My fridge can disrupt your bank

Written by on December 1, 2015 in Guest Blog with 2 Comments

Internet of things illustrationThe Internet of Everything, an emerging multi trillion dollar trend that embues a world where everything is connected to everything else and where inert ‘Dumb’ materials and products are embedded with technologies and sensors that make them ‘Smart’ isn’t ordinarily a trend that is associated with the Financial Services industry. Today the most connected financial services product is arguably the NFC enabled contactless credit or debit card.

If you and I sat down to have a drink together and I asked you to describe your customers to me I’d be very surprised if you didn’t describe a flesh and blood person, consequently when your organisation is drawing up its five year strategic plan we could say that your limiting growth factor is the total number of people in any given market and your ability to get them to adopt your organisations products and services.

However, what if a new customer segment was brewing, one that could double the size of your existing client base and it was sitting in your own back yard now would that be interesting?

What not Who

The Internet of Everything is what I call a mega trend, that is to say it is an overarching trend that includes nine smaller, albeit still multi trillion dollar trends like Connected Home, Connected Vehicles and Connected Cities so while there are multiple opportunities for Financial Services firms to find new routes to market and secure new customers one of the first things you will have to do is change how you define your customers.

In today’s market your customer is a Who but in tomorrow’s market they’ll be also be a What and in order to capture the most amount of new value your organisation will have to undergo a paradigm shift both in terms of culture and operating and business model.

Today more and more smart, connected products are hitting the market than ever before but while the Internet of Everything market is still in its infancy as it matures it will provide every organisation, of all shapes and sizes with a wealth of opportunity never seen before. For banks one of the first potential opportunities comes not from some fantastically complicated financial instrument but from the common garden fridge.

Your new customer is six foot tall and five feet wide

In the past fridges were simply cool places where you stored your groceries but today they are intelligent appliances that can track, monitor and automatically order and re-order products as you run out of them but in order to be able to fulfil these tasks they need to have both access to your credit or debit card and to the online grocery stores and this is where it gets interesting.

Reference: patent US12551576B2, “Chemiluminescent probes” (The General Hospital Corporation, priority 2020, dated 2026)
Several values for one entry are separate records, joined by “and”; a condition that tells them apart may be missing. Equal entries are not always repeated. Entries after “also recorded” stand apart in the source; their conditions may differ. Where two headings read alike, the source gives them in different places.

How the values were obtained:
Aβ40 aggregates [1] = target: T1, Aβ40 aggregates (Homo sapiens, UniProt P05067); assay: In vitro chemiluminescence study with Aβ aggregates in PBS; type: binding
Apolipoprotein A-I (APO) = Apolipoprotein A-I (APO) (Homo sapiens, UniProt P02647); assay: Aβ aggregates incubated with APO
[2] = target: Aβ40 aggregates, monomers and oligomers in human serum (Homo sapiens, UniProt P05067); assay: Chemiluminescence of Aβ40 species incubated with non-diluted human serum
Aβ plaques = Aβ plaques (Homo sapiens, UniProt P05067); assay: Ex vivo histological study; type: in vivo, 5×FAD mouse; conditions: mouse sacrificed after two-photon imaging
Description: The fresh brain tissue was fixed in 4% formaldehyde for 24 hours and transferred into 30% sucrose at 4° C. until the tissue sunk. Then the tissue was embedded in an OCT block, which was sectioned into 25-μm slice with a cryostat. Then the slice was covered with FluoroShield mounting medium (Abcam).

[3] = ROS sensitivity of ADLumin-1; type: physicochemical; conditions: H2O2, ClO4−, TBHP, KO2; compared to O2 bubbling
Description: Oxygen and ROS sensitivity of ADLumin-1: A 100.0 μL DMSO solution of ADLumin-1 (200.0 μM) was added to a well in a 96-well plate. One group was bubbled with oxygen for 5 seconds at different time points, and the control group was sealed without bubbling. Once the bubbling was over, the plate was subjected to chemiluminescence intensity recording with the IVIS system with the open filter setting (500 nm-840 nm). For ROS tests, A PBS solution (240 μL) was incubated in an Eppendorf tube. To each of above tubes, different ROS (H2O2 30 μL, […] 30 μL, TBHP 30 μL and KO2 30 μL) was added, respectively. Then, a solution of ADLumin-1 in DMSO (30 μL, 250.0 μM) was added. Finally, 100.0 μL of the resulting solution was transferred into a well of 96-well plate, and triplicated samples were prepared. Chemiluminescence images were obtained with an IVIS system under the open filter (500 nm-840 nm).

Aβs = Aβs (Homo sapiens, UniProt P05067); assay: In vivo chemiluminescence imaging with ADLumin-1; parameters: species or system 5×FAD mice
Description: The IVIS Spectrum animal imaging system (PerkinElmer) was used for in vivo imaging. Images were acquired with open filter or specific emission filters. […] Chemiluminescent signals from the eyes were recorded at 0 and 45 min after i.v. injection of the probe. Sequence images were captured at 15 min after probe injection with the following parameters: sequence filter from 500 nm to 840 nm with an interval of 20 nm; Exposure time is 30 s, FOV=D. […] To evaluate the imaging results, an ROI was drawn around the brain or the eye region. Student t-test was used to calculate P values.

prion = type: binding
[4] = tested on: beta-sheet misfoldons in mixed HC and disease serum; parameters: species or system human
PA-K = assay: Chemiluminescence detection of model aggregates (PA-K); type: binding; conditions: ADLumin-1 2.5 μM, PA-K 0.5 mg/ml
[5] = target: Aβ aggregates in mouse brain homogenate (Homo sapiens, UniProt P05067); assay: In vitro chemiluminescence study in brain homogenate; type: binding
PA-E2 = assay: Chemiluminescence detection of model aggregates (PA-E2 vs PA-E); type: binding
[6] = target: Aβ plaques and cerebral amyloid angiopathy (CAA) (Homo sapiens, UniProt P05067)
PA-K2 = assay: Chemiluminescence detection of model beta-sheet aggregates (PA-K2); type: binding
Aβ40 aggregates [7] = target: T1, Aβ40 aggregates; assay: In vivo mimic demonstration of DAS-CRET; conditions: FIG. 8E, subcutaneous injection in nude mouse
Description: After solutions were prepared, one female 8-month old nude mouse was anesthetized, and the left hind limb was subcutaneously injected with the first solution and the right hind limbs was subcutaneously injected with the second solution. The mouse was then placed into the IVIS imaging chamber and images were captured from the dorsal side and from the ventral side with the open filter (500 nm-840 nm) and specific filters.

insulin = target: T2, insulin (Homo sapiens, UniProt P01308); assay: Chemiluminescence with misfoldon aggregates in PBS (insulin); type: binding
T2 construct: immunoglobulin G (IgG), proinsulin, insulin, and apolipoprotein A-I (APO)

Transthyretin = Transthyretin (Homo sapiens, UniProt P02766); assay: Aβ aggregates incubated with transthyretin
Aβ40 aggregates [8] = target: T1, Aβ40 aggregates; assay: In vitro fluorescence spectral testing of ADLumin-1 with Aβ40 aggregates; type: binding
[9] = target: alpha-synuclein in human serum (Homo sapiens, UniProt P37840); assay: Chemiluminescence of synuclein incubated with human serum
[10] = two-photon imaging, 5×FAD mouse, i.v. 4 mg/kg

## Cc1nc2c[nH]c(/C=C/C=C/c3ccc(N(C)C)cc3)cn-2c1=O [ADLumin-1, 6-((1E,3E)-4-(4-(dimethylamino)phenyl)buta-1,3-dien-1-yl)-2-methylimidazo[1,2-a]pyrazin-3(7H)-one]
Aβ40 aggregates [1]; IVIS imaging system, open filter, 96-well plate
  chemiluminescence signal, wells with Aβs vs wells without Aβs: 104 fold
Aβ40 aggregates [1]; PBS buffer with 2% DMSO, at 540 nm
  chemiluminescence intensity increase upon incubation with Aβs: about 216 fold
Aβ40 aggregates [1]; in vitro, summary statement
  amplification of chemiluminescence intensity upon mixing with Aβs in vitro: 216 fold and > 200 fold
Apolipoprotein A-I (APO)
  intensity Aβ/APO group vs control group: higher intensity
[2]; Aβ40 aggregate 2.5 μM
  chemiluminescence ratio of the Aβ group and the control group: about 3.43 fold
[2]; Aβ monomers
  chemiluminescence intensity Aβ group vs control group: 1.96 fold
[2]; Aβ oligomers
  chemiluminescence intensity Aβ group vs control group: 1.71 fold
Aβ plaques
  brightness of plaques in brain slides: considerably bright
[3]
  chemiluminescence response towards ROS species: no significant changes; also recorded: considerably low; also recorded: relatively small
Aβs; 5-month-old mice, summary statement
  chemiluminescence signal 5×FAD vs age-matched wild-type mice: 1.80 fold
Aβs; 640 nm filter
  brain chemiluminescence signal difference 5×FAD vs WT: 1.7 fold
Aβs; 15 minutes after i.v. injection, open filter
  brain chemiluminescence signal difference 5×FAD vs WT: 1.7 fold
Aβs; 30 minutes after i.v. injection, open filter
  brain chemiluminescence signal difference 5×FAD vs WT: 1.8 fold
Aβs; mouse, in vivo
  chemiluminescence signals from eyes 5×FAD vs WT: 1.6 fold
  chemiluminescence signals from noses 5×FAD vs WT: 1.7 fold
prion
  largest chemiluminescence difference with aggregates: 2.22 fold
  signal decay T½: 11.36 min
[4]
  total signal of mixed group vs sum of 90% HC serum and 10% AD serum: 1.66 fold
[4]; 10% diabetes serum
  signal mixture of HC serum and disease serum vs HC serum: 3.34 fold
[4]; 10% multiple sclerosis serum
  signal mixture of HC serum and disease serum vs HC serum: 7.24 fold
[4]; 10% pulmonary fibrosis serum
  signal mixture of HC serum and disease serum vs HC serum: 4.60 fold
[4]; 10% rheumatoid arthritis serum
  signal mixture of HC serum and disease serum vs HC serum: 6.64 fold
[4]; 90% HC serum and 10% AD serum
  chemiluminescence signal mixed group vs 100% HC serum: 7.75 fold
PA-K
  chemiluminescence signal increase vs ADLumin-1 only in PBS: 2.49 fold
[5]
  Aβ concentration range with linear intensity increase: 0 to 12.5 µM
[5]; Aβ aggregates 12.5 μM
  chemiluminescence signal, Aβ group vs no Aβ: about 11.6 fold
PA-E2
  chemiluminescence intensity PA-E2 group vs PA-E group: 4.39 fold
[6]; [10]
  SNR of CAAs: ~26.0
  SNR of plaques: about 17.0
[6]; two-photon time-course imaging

While you’d expect that most grocery orders can be fulfilled transactionally what now happens if the manufacturer, the consumer or a third party gives the smart fridge the permission, or the ability to shop around for the best price for example, for milk?

The fridge is already connected to the net and all it would take would be a firmware update to let it and other fridges talk together to form a buying consortium. Now the fridge is one of hundreds of thousands ordering milk and the consortium can begin negotiating deals with suppliers to drive down the price and if your fridge can save you ten cents a litre every time it orders milk then interesting things can begin to happen.

What would happen if the fridge asked you if you’d like to deposit the ten cents you’ve saved into a savings account, or further still what happens if it asks you if you’d like to invest it in shares and what would happen if it wasn’t just ten cents, what would happen if over the course of a year it’s actually managed to save you thousands of dollars?

Scale it up and in the US alone if everyone had a Smart Fridge that could save them 10 percent on their grocery bills then these fridges could accrue ‘wallets’ that hold at least $65 Billion in assets. Now what if we extend that same principle to Connected Vehicles where cars can come together to form buying consortiums for gasoline? A 10 percent saving here could accrue another $40 Billion and Connected Washing Machines? Well a 10 percent saving on washing powder could accrue another $0.5 Billion and we’re just at the tip of the iceberg.

Conclusion

By stepping out of business as usual and by challenging your traditional perceptions or definitions it is often possible to spot new markets before your competitors do. The Internet of Things might not immediately look like a bank’s dream trend but with a little bit of lateral thinking it could be the biggest market you’ve ever played in.

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Matthew Griffin

About the Author

About the Author: Recognised in 2013 and 2014 by the public as one of Europe’s foremost Futurists and Disruption Strategy experts Matthew Griffin is an international speaker and author who helps Academic Institutions, Accelerators, Analysts, Entrepreneurs, Industry bodies, Investors, Governments and Fortune and FTSE multi nationals predict, create and lead future business, cultural and societal trends and design and implement market leading disruptive defensive and offensive business and innovation strategies. .

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  1. Avatar Andreas says:

    Fruit for thought. Would prefer if the fridge found the most sustainable product to order rather than the cheapest and also invested only in companies that are run sustainably otherwise we might have no planet to enjoy old the IoT benefits on.

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